Josh is a research assistant and PhD candidate researching the influence of natural flood management interventions such as leaky woody dams on geomorphology, and how changing morphologies may impact flood risk reduction in the future. Josh uses a combination of fieldwork monitoring and numerical modelling using CAESAR-Lisflood to verify the impact of the leaky dams on the flood hydrograph and sediment transfer throughout a catchment in North Yorkshire.
As part of Josh's research assistant role, he is mapping bioeconomy assets as part of the THYME project. Josh is also project lead on the 360 Lab, a public engagement initiative to provide 3D models, 360 video and learning resources for flood risk management and coastal morphologies for educators and the public. Josh also leads the Hedgerows: Mapping the Gaps project which aims to quantify hedgerow gaps across the East Riding of Yorkshire using deep learning.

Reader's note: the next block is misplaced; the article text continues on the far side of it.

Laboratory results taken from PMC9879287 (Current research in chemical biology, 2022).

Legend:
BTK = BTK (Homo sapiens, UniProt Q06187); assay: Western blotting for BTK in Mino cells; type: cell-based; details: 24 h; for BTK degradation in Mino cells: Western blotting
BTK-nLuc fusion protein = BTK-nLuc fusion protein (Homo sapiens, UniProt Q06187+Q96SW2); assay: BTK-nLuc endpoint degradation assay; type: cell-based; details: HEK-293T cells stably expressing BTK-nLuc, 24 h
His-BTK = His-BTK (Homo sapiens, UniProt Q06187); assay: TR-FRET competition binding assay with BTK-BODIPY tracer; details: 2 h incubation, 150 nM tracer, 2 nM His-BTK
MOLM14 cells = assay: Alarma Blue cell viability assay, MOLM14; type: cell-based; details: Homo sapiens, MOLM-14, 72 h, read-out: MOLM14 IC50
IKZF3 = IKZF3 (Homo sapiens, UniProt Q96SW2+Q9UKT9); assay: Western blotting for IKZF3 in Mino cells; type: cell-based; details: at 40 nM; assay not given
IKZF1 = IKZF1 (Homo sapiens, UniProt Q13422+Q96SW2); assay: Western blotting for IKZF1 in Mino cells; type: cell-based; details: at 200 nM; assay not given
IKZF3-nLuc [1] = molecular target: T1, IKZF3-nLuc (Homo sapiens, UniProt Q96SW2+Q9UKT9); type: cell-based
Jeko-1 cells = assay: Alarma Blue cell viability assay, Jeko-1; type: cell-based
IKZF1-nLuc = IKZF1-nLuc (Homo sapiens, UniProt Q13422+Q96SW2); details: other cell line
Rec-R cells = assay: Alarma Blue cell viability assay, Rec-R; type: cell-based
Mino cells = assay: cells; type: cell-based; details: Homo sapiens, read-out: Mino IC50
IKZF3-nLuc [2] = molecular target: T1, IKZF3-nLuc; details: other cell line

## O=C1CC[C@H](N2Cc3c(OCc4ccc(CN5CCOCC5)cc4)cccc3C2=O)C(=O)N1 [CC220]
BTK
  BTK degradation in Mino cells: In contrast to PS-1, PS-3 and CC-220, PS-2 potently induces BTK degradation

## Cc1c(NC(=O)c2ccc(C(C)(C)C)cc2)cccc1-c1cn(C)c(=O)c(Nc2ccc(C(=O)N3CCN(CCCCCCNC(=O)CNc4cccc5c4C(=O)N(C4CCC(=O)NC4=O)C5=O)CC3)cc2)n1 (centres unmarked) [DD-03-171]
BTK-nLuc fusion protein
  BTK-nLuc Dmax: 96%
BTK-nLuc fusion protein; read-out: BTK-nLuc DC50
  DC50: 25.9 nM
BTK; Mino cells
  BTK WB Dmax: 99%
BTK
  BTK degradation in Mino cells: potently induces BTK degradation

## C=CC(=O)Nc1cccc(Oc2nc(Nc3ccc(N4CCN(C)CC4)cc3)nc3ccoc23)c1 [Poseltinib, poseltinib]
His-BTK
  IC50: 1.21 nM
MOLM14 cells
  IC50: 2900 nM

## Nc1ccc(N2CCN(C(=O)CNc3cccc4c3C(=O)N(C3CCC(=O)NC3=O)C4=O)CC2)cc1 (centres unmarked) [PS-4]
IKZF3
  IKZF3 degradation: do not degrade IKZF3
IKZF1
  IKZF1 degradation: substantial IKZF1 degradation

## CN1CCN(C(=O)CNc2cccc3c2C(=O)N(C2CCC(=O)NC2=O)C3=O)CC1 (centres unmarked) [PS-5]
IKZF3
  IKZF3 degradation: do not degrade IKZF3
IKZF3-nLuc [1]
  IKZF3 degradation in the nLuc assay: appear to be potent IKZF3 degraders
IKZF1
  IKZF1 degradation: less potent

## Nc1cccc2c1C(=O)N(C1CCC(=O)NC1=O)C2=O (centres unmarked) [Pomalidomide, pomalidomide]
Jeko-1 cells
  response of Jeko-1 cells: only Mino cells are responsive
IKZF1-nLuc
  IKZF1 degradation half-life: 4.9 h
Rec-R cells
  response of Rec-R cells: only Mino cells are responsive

Josh is interested in how natural flood management structures interact with fluvial processes and geomorphology, using a combination of high-resolution surveying, uncrewed aerial vehicles and numerical modelling to assess this.
Josh is also interested in public engagement through digital media such as 3D models and 360 videos through 'The 360 Lab'. Josh also is currently working on utilising deep learning for hedgerow gap identification.